"Oboo" Sacred Monuments in Hulun Buir: Their Narratives and Contemporary Worship

Aurore Dumont, Groupe Sociétés, Religions, Laïcités (GSRL)
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Anyone traveling in Northern Asia will notice numerous stone heaps decorated with colorful flags on mountains and hills. Called oboo,[i] these holy monuments are worshipped by local people to ensure prosperity and protection against misfortune. In Hulun Buir (Hulunbei’er 呼伦贝尔), hundreds of oboo overlook the grasslands, marking the sacred landscape and the territorial boundaries between the various groups inhabiting the most multiethnic area of Northeast China’s Inner Mongolia Autonomous Region. Oboo not only constitute important religious sites for local societies; they also offer a glimpse into the way these societies have organized their territory over decades.

Together with the accompanying photographs, this essay explores the oboo and their contemporary worship among the pastoral populations of Hulun Buir. The first two sections introduce the oboo both as a cult object and as support for local history. More precisely, they describe the diverse features and geographical locations of the oboo, highlighting the territorial anchorage of the local groups scattered across Hulun Buir. The latter parts are dedicated to the distinct stages of oboo worship, ranging from the annual renovation of the oboo to offerings, the role of the shaman or lama, and the “three manly games.”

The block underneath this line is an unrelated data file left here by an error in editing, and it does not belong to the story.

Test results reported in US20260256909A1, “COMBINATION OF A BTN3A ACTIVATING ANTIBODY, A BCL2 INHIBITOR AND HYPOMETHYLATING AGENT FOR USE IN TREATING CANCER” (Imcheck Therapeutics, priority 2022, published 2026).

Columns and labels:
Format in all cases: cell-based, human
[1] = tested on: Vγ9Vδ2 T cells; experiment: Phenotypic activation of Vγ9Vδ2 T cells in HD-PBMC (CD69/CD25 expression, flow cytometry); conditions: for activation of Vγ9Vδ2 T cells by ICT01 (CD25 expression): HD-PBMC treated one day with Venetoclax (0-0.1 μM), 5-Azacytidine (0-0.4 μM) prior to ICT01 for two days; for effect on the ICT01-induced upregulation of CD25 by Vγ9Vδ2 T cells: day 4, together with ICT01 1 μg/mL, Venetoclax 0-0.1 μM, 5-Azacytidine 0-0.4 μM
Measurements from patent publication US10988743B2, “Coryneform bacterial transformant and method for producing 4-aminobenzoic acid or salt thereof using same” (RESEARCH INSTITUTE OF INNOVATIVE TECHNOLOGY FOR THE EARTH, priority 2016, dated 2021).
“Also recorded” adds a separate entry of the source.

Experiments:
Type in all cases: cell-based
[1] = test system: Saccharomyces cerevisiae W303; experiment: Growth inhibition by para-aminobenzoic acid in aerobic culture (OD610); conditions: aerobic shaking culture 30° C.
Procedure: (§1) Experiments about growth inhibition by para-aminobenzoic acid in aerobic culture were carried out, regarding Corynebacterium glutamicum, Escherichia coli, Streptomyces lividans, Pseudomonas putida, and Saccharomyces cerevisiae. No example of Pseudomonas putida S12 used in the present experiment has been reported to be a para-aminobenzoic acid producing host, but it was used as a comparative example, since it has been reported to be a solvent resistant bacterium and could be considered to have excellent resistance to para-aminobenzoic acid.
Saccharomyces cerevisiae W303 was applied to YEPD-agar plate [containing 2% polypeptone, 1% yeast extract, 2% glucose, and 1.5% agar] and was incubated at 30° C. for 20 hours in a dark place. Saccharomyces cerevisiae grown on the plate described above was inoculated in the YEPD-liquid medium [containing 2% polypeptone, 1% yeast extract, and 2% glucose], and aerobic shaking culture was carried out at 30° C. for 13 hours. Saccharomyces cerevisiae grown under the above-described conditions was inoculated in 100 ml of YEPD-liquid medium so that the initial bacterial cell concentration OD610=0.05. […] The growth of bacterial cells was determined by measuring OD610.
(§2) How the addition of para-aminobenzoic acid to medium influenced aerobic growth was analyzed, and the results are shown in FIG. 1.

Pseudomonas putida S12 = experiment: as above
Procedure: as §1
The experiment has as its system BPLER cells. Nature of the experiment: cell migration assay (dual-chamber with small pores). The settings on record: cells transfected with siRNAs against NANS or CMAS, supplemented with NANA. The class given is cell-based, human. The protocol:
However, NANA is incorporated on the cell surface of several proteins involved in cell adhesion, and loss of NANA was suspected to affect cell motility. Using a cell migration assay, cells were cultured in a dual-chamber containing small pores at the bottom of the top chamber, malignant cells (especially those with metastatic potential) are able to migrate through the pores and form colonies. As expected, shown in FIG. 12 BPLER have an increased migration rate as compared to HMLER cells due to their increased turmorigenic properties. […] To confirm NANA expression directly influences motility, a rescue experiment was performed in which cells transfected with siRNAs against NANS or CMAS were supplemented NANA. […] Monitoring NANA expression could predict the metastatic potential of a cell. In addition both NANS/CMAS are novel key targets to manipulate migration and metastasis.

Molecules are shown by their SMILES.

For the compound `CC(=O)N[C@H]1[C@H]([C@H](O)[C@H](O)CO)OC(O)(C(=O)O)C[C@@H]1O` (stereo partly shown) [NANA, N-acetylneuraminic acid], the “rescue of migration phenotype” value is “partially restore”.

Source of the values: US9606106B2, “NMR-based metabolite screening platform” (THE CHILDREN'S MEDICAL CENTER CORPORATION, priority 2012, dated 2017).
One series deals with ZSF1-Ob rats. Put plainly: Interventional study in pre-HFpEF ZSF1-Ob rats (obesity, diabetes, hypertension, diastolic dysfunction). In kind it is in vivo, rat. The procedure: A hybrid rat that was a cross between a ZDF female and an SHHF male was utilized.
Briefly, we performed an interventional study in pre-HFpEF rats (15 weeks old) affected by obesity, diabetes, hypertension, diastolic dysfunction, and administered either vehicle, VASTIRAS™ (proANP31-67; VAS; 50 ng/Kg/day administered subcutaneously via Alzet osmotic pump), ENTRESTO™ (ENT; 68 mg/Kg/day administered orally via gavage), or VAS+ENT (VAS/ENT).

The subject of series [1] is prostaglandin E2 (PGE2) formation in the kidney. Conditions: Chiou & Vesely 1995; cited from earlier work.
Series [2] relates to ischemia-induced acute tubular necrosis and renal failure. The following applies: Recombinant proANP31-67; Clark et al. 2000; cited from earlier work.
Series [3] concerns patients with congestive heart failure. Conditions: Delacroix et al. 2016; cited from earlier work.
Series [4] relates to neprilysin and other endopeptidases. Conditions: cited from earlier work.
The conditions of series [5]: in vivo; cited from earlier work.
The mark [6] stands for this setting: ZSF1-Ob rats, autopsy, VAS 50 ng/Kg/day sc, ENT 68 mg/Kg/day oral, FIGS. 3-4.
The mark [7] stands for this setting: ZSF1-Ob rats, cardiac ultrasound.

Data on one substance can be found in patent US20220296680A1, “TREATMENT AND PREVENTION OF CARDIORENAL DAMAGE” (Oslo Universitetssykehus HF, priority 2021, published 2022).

A Sacred Monument of the Grasslands

Meaning “heap” or “pile” in Mongolian, an oboo (aobao 敖包 in Chinese) is a sacred shrine devoted to the worship of local deities. According to the emic conception, the natural landscape is inhabited by various kinds of entities credited with ritual efficiency. They may, for instance, dwell around a particular mountain, a riverbank, or an isolated tree. The deities comprise various master spirits of the land (gazar-in ezen), water/dragon divinities (luus), or shamanic ancestor spirits (ongon). Serving as a receptacle for these deities, the oboo site is always carefully chosen in accordance with the locality, its natural and supernatural features, and the purpose of the ritual (photograph 1[ii]). [iii] Oboo are traditionally built on elevated ground and in wild territory free of construction: the preference for a high position expresses the desire to overlook nature domesticated by man (photograph 2). High elevation may also be related to the practices of disposing of the dead on high ground and worshipping tall mountains and trees, and the belief that high places are the dwellings of local gods (Chuluu and Stuart 1995, 547).